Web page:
Two Of Three New Unicorns Rise From China
Three of the three newly minted unicorns in January 2017 came from China. Two of them were from China, and both of these startups with valuations over $1 billion were invested in by Kai-Fu Lee’s Sinovation Ventures. The two China unicorns were question and answer website Zhihu and office space company URwork.
Zhihu’s investor list extends to Tencent, Sogou, SAIF Partners, Qiming Venture Partners, and Capital Today. URWork, a copycat of WeWork, drew investment from Sequoia Capital China and ZhenFund as well as Sinovation Ventures. U.S.-based cloud video conferencing company Zoom Communications was the third new unicorn in the first month of 2017, according to CB Insights data.
China’s popular news app Toutiao has snapped up U.S.-based video sharing site Flipagram. Toutiao was backed by Sequoia Capital China, Weibo and SIG China. Hong Kong-based Mind Fund was an early investor in Flipagram in Los Angeles way back in 2012.
The godfather of venture capital, Dick Kramlich, is back in the game after leaving behind NEA. He’s raised Green Bay Ventures, a new fund of $130 million with venture capitalist Anthony Schiller who has been working with Kramlich at his private equity group, Kramlich Investment Company.
Legend Capital, the venture and growth capital arm of China’s Legend Holdings, has raised $243 million its latest fund, its seventh.
Google Play has been angling for entry into the Chinese market and may have a found a way, via a detour. NetEase, China’s online games provider, has approached Google to form a joint venture to launch the app download service in China. The two are in talks. This comes as search engine share of Chinese online dollars have fallen as other formats have become more popular, notes Tim Culpan of Bloomberg Gadfly.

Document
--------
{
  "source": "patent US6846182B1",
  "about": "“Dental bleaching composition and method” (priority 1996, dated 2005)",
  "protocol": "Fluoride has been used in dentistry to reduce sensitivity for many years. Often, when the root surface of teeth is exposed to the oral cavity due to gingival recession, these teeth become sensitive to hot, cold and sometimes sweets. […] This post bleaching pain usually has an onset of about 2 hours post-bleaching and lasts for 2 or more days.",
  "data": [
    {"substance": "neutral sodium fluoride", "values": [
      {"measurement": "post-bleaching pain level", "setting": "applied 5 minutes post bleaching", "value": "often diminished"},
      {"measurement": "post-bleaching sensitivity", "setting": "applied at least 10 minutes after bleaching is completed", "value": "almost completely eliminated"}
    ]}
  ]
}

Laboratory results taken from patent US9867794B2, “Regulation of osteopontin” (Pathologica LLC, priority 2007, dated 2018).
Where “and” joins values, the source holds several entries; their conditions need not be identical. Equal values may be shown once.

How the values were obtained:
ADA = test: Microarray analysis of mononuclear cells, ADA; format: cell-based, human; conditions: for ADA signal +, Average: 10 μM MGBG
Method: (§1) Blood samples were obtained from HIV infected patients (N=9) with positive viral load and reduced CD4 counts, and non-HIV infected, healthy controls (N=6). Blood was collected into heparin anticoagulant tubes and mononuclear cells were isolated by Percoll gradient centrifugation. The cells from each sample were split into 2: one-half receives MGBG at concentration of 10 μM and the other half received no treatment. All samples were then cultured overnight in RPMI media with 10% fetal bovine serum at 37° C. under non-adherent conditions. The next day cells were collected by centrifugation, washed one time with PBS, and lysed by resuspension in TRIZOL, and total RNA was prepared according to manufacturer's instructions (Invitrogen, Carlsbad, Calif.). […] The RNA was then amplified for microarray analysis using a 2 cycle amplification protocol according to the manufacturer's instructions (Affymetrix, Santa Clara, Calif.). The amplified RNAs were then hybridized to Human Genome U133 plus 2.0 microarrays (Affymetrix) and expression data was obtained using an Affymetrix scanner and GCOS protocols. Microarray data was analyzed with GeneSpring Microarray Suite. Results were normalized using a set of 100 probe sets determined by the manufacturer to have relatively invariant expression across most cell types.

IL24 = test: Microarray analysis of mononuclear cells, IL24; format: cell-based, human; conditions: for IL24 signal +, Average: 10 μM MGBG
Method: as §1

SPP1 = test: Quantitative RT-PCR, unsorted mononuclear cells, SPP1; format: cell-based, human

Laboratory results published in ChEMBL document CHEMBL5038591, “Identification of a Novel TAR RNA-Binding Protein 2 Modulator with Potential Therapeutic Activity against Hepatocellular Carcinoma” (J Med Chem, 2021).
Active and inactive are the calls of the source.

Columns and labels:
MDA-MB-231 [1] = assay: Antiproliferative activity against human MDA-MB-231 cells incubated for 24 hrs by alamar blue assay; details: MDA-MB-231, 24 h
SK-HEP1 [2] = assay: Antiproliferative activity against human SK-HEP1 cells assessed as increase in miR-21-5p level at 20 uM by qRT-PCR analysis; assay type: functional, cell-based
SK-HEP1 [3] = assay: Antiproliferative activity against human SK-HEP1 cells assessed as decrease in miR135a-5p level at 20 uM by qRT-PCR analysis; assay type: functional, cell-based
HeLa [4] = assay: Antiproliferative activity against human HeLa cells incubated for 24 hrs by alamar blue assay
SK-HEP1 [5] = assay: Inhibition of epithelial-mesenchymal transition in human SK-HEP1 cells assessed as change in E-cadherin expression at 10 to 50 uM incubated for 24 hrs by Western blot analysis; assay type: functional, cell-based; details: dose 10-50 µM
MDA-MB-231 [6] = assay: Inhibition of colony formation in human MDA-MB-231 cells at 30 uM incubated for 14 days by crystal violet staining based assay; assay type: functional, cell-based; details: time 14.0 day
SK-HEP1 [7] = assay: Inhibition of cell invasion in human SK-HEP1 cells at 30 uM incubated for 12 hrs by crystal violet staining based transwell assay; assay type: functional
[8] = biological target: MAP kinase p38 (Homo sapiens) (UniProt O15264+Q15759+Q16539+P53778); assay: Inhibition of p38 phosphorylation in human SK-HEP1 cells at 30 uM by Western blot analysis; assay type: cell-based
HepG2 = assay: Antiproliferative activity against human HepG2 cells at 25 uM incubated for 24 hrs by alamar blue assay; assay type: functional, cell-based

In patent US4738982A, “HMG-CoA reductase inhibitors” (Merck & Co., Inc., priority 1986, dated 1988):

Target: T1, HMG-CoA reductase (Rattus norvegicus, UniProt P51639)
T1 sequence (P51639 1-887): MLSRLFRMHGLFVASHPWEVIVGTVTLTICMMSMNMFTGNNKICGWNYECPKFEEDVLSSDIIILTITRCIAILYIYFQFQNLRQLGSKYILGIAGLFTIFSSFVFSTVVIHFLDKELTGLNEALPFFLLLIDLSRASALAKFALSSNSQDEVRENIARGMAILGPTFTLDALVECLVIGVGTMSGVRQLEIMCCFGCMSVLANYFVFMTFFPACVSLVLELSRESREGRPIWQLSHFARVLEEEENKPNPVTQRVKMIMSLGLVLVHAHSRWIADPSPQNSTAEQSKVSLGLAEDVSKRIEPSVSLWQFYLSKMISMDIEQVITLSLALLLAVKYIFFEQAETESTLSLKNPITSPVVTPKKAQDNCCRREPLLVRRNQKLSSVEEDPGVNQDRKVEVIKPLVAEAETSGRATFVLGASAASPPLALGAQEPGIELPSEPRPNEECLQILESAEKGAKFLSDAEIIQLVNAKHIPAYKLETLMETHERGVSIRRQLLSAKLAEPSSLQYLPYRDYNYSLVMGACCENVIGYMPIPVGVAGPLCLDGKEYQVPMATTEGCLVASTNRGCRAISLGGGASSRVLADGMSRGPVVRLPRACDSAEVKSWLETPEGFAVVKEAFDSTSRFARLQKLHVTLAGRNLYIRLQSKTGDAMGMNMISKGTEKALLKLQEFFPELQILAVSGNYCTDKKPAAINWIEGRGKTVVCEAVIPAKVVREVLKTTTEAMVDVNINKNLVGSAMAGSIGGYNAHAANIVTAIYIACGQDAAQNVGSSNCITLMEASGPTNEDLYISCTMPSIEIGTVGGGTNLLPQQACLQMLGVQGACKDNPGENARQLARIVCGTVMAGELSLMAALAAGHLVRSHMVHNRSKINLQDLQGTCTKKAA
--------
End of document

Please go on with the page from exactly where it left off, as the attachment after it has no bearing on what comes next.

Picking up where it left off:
Offering her insightful perspective once again on the China digital scene, Connie Chan of Andreessen Horowitz points out that the mobile phone has become the remote control of Chinese consumers. She delves into the use of QR codes, livestreaming and stickers as examples of new forms of social media communication. View the video here at Connie’s blog.
The latest Israeli startup to receive funding from Asian sources is CodeMonkey, which has developed an educational platform using games to teach children how to code. China-Israel Education VC Fund, Japanese holding company Edulab and Japan’s J21 Corporation took part in the $1.5 million seed financing along with Invictus Capital in Washington, DC.
This follows Alibaba’s the recent $6 million funding of Lumus, an Israeli augmented reality lens maker. Lumus had already raised $45 million late last year from Taiwan’s HTC and Quanta Computer plus Shanda Group. Seculert, an Israeli emerging company in cloud-based cyber security, has been purchased by Radware, a publicly traded, Tel Aviv, Israel-based cybersecurity company. Seculert raised $15.6 million in venture funding from investors including Sequoia Capital and Norwest Venture Partners. Meanwhile, Mindspace, a Tel Aviv-based startup in the highly competitive co-working space, has raised $15 million from Israeli angel investors for its boutique-like set-up to take on WeWork and others in Europe and the U.S.
Business-to-business marketplace Wydr has raised a second round of Series A funding from VC firms Bessemer, Jungle and Stellaris.
Google’s CapitalG, Alphabet and previous investor Sequoia Capital India have led a $15 million investment in Cuemath, a promising Indian startup in the education technology space.
After pulling in major funding of $750 million from Japan’s Softbank last year, Southeast Asian ride-sharing app Grab is planning to invest $700 million into further developing the Indonesian market. The money is going into R&D and talent hires in what’s being labeled the “2020 master plan.”